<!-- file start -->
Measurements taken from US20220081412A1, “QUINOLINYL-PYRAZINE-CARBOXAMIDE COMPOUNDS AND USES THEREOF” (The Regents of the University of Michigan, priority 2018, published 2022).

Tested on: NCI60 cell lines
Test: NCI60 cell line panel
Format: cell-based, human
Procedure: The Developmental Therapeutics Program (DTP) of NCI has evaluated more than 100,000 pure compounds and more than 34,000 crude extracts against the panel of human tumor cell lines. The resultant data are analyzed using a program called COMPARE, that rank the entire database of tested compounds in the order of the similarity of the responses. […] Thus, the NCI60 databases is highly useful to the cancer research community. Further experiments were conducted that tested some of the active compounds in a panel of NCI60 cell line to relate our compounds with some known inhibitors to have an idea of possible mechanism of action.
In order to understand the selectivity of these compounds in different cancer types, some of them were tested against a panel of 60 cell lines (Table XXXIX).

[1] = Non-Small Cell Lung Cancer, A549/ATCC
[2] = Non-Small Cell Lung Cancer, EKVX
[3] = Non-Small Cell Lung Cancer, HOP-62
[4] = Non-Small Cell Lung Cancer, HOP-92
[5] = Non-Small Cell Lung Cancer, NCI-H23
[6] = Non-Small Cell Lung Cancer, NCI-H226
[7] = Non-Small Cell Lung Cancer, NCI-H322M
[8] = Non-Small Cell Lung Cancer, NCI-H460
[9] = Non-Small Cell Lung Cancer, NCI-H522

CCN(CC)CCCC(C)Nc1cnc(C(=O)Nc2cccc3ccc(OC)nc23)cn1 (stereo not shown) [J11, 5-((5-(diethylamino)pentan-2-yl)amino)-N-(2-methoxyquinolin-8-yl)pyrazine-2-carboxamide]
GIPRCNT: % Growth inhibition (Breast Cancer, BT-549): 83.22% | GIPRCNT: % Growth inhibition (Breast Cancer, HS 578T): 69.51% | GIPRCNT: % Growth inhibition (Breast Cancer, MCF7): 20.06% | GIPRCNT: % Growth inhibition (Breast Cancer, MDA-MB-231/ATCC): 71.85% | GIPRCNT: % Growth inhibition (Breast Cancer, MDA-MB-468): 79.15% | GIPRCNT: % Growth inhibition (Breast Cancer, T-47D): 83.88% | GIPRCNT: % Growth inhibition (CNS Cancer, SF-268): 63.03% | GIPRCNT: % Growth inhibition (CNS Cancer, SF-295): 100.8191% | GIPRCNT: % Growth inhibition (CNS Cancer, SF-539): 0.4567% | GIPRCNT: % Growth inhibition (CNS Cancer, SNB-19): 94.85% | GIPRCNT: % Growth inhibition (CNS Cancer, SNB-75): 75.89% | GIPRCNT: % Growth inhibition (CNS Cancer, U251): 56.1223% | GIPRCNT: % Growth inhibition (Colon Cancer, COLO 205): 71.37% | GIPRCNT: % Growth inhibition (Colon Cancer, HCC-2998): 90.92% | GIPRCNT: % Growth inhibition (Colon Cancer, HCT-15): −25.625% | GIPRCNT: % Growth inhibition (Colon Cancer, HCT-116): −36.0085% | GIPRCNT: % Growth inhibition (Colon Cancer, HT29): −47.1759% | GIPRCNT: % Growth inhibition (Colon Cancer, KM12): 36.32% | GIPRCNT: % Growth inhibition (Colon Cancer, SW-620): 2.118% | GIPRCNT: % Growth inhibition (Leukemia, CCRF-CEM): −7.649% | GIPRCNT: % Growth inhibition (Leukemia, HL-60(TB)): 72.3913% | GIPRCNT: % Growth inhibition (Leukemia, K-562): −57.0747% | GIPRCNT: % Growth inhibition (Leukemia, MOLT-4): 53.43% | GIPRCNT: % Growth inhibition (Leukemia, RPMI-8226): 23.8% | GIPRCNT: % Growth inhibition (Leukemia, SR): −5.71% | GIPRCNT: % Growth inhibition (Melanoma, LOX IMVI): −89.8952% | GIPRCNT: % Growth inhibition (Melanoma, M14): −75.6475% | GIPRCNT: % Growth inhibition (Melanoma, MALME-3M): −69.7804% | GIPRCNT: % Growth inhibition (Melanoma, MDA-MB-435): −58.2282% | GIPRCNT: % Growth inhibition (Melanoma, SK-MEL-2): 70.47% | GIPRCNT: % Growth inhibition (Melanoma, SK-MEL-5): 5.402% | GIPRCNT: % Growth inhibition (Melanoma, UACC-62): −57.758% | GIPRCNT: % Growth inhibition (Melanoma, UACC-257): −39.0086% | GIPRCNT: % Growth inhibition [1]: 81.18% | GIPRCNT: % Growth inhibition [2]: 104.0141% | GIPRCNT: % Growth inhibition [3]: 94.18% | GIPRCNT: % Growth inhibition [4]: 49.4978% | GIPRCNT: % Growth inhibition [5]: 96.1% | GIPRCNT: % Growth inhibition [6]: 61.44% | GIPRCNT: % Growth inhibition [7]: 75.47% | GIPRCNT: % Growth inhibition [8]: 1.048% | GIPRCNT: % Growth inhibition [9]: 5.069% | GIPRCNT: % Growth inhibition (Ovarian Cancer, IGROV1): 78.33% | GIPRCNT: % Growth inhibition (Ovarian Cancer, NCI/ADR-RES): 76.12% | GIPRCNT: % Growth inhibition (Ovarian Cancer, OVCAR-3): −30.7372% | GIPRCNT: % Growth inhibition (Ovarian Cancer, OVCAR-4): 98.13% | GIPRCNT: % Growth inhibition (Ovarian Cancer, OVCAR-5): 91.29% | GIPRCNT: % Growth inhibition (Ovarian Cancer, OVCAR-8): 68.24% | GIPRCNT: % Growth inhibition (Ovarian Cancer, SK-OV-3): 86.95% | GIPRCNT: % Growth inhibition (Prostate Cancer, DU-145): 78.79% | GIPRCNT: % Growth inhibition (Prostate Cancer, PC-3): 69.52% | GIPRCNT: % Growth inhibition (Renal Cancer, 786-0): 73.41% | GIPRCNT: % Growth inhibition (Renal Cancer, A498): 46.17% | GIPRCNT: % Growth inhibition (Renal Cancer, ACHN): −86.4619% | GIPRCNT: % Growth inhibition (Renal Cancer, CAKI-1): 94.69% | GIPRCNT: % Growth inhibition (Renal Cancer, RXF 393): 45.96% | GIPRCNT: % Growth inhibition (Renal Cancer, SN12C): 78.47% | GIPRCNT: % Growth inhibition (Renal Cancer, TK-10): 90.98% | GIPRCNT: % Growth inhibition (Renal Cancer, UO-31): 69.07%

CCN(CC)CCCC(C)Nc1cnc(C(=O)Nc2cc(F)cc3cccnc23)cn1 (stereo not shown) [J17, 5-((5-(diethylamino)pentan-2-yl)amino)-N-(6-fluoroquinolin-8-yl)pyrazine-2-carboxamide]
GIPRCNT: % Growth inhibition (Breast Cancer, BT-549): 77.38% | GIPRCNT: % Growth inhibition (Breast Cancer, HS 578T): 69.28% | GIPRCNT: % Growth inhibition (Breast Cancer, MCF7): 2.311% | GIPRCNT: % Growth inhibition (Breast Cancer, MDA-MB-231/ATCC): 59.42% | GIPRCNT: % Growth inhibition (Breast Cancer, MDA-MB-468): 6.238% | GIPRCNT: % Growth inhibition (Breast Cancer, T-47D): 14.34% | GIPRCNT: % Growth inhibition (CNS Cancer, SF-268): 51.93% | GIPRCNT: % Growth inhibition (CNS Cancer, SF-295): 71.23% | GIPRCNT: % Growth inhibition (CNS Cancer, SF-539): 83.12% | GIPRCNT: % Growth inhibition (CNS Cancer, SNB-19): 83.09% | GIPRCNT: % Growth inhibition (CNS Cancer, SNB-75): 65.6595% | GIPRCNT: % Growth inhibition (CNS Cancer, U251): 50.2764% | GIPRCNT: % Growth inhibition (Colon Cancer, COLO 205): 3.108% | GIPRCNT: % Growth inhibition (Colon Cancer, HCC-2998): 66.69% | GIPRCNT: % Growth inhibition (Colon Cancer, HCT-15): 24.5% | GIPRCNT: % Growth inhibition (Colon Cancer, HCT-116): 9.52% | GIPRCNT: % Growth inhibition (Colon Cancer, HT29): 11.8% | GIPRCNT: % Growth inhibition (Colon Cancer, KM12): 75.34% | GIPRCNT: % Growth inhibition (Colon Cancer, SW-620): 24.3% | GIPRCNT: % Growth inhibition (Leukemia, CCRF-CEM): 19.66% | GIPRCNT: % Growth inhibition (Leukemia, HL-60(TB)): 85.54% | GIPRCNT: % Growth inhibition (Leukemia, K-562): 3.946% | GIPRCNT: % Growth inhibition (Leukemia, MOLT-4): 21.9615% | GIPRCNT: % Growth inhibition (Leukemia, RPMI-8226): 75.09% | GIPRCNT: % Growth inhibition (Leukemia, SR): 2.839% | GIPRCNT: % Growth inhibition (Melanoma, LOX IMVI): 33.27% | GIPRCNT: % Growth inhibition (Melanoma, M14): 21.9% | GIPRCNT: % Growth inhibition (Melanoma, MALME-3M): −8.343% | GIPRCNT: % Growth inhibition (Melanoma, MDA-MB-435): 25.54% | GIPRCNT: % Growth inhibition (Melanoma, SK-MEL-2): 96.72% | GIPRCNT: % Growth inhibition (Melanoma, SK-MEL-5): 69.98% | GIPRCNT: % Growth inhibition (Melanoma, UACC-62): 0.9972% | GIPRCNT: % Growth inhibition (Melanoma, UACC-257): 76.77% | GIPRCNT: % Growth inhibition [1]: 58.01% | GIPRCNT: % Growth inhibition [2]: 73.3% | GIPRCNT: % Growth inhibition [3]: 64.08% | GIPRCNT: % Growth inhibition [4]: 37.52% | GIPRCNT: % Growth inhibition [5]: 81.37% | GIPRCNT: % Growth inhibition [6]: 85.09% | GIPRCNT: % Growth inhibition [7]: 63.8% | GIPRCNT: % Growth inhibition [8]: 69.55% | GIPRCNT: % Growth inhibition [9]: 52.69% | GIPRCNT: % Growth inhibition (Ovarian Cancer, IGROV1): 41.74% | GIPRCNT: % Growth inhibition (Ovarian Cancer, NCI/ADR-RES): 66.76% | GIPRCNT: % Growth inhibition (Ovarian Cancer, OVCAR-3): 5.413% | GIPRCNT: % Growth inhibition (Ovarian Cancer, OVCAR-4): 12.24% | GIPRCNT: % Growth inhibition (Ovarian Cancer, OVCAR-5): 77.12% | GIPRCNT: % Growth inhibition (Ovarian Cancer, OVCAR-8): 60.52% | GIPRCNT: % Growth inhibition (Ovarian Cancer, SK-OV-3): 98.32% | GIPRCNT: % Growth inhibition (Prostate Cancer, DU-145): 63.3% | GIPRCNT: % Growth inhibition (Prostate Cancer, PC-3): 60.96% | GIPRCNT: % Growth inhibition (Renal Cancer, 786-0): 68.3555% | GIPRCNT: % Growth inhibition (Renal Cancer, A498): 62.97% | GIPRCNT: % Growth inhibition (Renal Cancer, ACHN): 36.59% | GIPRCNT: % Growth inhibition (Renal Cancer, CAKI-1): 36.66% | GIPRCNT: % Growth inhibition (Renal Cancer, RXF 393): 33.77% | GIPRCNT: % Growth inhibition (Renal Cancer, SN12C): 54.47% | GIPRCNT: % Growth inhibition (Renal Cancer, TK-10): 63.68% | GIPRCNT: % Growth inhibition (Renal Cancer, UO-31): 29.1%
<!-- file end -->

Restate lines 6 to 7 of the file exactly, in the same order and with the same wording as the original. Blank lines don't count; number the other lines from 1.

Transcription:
In order to understand the selectivity of these compounds in different cancer types, some of them were tested against a panel of 60 cell lines (Table XXXIX).

[1] = Non-Small Cell Lung Cancer, A549/ATCC